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March 08, 2006

Going Home with Michel Piccoli

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French Can Can
Jean Renoir - 1955
Criterion Collection Region 1 DVD

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I'm Going Home/Je Rentre a la Maison
Manoel de Oliveira - 2000
Milestone Film & Video Region 1 DVD

That's Michel Piccoli underneath that mop of black hair as Captain Valorguei in Renoir's French Can Can. It took me a little while before I realized it was him. I was unaware that he was even in the film until the credits rolled in the beginning. His presence provides an additional link to seeing Renoir's ode to show business with de Olivera's film about an aging actor. That Piccoli is in both films may also be appropriate considering that his career began just after World War II, and he has worked with several of the greatest filmmakers in French language cinema.

French Can Can was Renoir's return home, his first film shot in France since Rules of the Game. It's the fictionalized story of the producer who created the Moulin Rouge. Jean Gabin is the producer who fleetingly falls in and out of love with a variety of women, continually struggling to pay his bills and keep his show going. The story is less important than the imagery and color which take many of the cues from Toulouse-Lautrec as well as a nod to father Pierre-August Renoir. As Peter Bogdanovich points out in his introduction to the DVD, Jean Renoir uses the art, especially the poster art of the period, as a starting point for his use of color and composition, rather than doing something similar to An American in Paris where Vincente Minnelli and Gene Kelly dressed and posed dancers to resemble the artwork. Renoir may have missed France, but even more so, he missed a France that disappeared during his childhood.

There is a moment when most of the characters stop to sing "La Marseillaise". This may have been Renoir's way of showing his sense of love and patriotism for his country. It may also have been included to remind his French audience that he had also previously made a film about the French Revolution and the creation of the national anthem.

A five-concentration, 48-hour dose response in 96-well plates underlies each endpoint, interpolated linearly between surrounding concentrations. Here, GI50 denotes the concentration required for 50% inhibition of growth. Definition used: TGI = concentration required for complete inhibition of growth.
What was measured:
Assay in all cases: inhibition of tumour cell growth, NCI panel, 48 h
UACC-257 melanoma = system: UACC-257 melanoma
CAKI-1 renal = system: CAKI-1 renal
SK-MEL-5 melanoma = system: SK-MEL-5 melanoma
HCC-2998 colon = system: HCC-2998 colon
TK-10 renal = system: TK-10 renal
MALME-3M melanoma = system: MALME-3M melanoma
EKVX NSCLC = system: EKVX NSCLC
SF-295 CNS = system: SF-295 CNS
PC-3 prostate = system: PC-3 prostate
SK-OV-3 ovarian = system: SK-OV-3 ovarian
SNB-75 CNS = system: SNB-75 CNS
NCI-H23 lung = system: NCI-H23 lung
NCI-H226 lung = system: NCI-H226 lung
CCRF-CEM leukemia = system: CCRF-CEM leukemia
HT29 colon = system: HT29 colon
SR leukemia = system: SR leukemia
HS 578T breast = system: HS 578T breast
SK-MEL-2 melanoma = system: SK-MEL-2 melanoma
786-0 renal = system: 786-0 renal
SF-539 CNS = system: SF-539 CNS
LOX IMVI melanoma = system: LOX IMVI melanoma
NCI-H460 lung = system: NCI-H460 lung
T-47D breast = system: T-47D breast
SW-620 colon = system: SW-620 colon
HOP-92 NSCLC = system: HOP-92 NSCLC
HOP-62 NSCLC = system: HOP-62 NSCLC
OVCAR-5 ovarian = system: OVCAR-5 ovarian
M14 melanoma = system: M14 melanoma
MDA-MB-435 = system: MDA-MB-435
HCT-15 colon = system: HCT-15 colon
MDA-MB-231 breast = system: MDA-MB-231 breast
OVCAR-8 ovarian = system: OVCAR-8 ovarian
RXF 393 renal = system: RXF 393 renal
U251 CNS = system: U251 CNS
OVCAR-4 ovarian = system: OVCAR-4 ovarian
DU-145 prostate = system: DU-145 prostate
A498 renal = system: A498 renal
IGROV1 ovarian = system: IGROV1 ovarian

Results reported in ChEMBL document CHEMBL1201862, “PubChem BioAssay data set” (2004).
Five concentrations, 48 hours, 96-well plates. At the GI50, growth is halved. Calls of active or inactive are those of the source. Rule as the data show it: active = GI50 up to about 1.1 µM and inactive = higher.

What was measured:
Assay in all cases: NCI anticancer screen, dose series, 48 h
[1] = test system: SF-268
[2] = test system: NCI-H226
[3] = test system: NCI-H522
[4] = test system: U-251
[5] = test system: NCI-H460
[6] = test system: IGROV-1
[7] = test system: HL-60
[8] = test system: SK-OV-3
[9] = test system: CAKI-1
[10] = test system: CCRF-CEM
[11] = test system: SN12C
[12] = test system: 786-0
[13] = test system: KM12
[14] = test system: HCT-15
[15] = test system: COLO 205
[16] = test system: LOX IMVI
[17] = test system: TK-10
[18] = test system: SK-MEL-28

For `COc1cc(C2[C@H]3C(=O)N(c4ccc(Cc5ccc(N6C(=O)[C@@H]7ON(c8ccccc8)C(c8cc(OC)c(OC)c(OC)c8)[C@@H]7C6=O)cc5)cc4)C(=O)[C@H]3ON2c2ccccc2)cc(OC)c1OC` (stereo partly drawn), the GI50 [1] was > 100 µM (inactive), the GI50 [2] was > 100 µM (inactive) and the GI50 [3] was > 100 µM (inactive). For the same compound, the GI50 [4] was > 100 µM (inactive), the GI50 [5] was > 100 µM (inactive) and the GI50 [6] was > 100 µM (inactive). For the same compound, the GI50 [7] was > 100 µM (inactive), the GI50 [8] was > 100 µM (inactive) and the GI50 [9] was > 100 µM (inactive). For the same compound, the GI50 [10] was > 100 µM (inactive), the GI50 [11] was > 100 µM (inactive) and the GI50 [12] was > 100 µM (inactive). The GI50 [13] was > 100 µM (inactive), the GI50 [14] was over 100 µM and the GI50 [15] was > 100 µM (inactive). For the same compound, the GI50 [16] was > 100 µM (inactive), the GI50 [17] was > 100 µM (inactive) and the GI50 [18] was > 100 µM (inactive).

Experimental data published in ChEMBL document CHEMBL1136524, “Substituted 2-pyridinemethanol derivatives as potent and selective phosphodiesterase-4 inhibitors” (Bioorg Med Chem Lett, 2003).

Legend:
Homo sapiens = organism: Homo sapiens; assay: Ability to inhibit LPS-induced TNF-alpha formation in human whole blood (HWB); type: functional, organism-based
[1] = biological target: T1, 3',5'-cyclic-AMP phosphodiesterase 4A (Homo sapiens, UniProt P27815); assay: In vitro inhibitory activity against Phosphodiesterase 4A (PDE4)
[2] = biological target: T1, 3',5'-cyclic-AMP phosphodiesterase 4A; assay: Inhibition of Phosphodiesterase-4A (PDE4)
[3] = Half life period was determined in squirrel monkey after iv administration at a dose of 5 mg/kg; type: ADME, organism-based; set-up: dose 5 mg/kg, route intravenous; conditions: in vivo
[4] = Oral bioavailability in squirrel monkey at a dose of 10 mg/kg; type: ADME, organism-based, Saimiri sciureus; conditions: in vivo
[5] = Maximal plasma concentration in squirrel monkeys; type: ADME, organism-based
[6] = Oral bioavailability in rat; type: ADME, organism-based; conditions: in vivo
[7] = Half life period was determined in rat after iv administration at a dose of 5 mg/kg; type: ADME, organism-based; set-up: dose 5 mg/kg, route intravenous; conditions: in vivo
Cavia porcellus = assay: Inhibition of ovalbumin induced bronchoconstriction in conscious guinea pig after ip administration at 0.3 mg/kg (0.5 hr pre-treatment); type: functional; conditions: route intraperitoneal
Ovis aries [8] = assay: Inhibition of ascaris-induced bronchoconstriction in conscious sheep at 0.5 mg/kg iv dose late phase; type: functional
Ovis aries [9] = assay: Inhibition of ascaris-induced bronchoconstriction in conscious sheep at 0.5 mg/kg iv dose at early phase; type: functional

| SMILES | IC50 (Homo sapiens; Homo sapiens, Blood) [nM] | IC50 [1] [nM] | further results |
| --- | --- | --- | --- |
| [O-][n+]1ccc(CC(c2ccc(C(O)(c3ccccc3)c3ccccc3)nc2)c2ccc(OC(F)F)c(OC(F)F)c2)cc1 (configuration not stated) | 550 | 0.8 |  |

French Can Can was cut by about fifteen minutes when it originally was released in the United States. For a film of its time, it is quite risque with a couple of scenes of semi-nudity as well as a couple of bedroom scenes, one of which shows that while Jean Gabin wore a nightshirt to bed, Maria Felix had nothing between her and the covers. In an indirect way, Godard's Contempt is the new wave version of French Can Can, again linked with Piccoli in both films. Instead of using the national anthem, Godard bathes Brigitte Bardot with Piccoli in red, white and blue lighting, the color of the French flag. But setting show business stories and intellectual concerns aside, for Renoir and Godard, the essential reason for the invention of cinema was to film hot French babes in their underwear or as nude as possible.

I'm Going Home is a film of quiet glories. De Olivera steps back to observe Piccoli going through his routine at his favorite cafe, or signing autographs for fans. While conversing with his agent, the camera focuses on Piccoli's feet, clad in a new pair of shoes. Parts of the film are seeing Piccoli performing excerpts from Ionesco's Exit the King and Shakespeare's The Tempest, plays featuring older men of royalty in decline. De Olivera is still active at age 96. The film was inspired by an incident in de Olivera's career. If Piccoli's aging actor may be shaky in his performances, de Olivera displays a sureness of cinematic expression of a filmmaker at his peak.

Posted by peter at March 8, 2006 08:15 PM

Comments

Catching up with your posts! I love both of these movies. French Can Can I saw on the North American version of TV5 (they had subtitled it, for once!) so I don't know if I saw the uncut version; doubt it. Thought it was great anyway, a big ode to all the good things in life--food, wine, music, sex, and I suppose hot babes as you say. I also loved Piccoli in Je Rentre a la Maison, though I found that a very melancholy picture. Probably my favorite moment of this actor consists of him in the bathtub in Contempt, refusing to remove his hat and declaring that he's being "Deeeen Mahtahn eeen Some Cam Rrrruneeng."

Posted by: Campaspe at March 26, 2006 08:49 PM